Perth: Oil fell over $1 to around $71 a barrel on Wednesday, extending a 4% slide in the previous session, on mounting worries that output cuts by Opec will not be enough to offset slackening energy demand in leading consumers.
Expectations that a report from the US Energy Information Administration, due for release on Wednesday, would show a rise in crude stocks and product inventories also weighed on oil prices.
US crude for December delivery was down $1.05 at $71.13. November crude expired and settled down $3.36, or 4.5%, at $70.89 on Tuesday, wiping all of Monday’s gains. London Brent crude fell 87 cents to $68.85.
“Concerns over weakening oil demand have dampened the oil price, even though the Opec meeting is expected to lower production targets,” David Moore, commodities strategist from the Commonwealth Bank of Australia, said in a morning note.
The slide occurred as Asian stocks fell on Wednesday, tracking losses in US markets on concerns that corporate earnings could be hit by slower consumer demand and that the global economy might be sliding towards recession.
Japan’s benchmark Nikkei average was down 2.8%, Australia’s S&P/ASX 200 down 2 percent and Hong Kong’s Hang Seng opened down 1.1%.
The price of oil has slid 50% since hitting a record high above $147 in mid-July. It briefly touched a 16-month low of $68.57 last week on worries that the financial crisis would slash energy demand in the United States, the world’s largest energy consumer, and other industrial countries.
A Reuters poll of US inventory data due out later on Wednesday calls for crude oil to show a 2.6 million barrel build. Also forecast is a 100,000 increase in distillates and a 2.8 million barrel build in gasoline stocks.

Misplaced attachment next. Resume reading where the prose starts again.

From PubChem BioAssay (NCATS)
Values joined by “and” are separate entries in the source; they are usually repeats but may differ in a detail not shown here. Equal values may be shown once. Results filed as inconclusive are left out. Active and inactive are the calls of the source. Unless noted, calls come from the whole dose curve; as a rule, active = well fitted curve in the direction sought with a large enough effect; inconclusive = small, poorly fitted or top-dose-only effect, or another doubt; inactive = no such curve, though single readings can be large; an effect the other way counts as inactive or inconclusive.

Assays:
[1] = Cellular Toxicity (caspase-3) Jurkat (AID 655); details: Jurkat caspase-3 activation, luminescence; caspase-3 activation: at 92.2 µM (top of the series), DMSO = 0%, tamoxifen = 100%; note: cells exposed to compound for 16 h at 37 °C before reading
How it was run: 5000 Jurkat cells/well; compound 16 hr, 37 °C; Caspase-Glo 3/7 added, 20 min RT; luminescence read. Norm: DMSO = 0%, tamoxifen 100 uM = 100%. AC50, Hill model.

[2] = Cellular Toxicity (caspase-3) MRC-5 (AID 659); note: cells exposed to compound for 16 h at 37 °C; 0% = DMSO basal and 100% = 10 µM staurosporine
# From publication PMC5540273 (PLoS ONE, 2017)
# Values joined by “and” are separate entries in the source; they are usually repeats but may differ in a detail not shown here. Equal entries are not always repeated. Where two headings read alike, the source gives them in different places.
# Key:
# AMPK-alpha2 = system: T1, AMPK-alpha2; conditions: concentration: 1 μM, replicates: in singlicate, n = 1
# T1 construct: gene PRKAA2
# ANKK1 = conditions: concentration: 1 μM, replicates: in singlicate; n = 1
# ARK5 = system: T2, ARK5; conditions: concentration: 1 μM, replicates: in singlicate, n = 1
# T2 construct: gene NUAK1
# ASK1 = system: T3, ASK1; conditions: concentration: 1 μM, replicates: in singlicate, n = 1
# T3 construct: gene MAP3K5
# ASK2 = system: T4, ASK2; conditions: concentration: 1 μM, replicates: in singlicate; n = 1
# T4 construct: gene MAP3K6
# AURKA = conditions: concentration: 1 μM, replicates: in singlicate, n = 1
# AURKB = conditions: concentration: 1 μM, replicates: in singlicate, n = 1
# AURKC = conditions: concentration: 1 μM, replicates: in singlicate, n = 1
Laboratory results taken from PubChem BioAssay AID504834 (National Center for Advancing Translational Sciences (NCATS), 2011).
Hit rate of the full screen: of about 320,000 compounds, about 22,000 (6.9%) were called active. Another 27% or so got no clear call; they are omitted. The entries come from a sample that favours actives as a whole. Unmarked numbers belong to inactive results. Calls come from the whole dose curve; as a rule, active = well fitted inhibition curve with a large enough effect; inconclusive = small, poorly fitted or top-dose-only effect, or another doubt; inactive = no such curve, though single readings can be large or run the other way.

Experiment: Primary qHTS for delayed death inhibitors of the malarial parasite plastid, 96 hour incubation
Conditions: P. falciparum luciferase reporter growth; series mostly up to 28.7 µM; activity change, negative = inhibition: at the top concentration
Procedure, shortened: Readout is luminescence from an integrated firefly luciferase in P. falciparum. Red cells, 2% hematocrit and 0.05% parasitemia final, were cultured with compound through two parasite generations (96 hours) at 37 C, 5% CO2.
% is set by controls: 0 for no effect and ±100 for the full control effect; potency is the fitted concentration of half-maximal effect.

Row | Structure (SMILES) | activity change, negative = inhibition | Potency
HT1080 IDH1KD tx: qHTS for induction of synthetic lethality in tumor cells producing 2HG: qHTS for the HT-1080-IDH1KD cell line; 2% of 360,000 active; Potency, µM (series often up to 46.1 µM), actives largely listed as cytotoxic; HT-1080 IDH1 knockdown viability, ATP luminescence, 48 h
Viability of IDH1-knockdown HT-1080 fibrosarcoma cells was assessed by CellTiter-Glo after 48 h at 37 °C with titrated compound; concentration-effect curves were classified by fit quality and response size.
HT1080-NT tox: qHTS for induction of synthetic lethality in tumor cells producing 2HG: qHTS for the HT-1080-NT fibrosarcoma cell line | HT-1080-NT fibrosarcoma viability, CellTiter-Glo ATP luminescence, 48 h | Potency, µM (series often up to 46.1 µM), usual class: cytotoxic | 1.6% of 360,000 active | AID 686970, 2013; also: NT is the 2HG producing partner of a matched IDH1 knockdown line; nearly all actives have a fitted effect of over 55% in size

US weekly retail gasoline demand to 17 October fell 6.4% year-on-year, Mastercard Advisors said Tuesday, though it rose compared with the previous week.
The Organization of the Petroleum Exporting Countries (Opec) was due to meet in Vienna on Friday and is expected to reduce output to defend prices and temper the effects of the financial crisis.
Opec Secretary General Abdullah al-Badri has led the call for output cuts, telling reporters on Tuesday that the world would face a huge oversupply of oil next year, if leading producers failed to cut supply.
Though oil prices staged a strong rally earlier this week on expectations that Opec would make significant cut to output, fears of a global recession have returned to haunt commodities.
The current US economic downturn could be worse than the 1990-91 recession, with growth restrained for as long as one to three years, a top Federal Reserve policy-maker said on Tuesday.